Friday, February 08, 2008

Dusty Clues: Study suggests no dearth of Earths



Ron Cowen / Science News OnLine

Supposedly, there's no place like home. But a new study suggests that earthlike planets orbit or are forming around many, if not most, nearby sunlike stars, providing places where life might have gained a foothold.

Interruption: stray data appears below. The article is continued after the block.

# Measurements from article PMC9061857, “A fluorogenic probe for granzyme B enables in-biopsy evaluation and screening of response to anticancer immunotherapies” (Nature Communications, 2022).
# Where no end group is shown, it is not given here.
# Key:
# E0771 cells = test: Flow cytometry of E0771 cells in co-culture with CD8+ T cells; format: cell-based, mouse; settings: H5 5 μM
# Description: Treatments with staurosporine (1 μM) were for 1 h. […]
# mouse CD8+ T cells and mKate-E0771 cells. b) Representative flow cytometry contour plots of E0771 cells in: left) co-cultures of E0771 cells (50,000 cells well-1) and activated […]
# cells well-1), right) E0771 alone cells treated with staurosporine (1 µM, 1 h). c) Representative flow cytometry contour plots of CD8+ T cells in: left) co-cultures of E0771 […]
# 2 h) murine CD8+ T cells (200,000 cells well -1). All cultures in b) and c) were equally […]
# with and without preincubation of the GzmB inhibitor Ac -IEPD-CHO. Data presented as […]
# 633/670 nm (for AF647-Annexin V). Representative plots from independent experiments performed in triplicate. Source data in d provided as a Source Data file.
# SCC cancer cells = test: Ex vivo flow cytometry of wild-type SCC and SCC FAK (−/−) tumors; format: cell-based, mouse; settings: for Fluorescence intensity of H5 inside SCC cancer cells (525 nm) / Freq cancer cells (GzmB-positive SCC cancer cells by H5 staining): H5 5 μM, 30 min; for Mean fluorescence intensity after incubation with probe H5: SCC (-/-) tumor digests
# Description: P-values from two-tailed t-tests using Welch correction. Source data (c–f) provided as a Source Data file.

That conclusion comes from an infrared survey of some 300 stars similar in mass to the sun and ranging in age from a youthful 3 million years to a middle-aged 3 billion. Using NASA's Spitzer Space Telescope, Mike Meyer of the University of Arizona in Tucson and his colleagues surveyed those stars and their surroundings at an infrared wavelength of 24 ┬Ám. In many cases more radiation was emitted than the stars themselves could have produced, indicating the presence of dust. That may in turn be a sign of possible terrestrial planet formation, Meyer and his colleagues, including Lynne Hillenbrand and John Carpenter of the California Institute of Technology in Pasadena, argue in the Feb. 1 Astrophysical Journal Letters.

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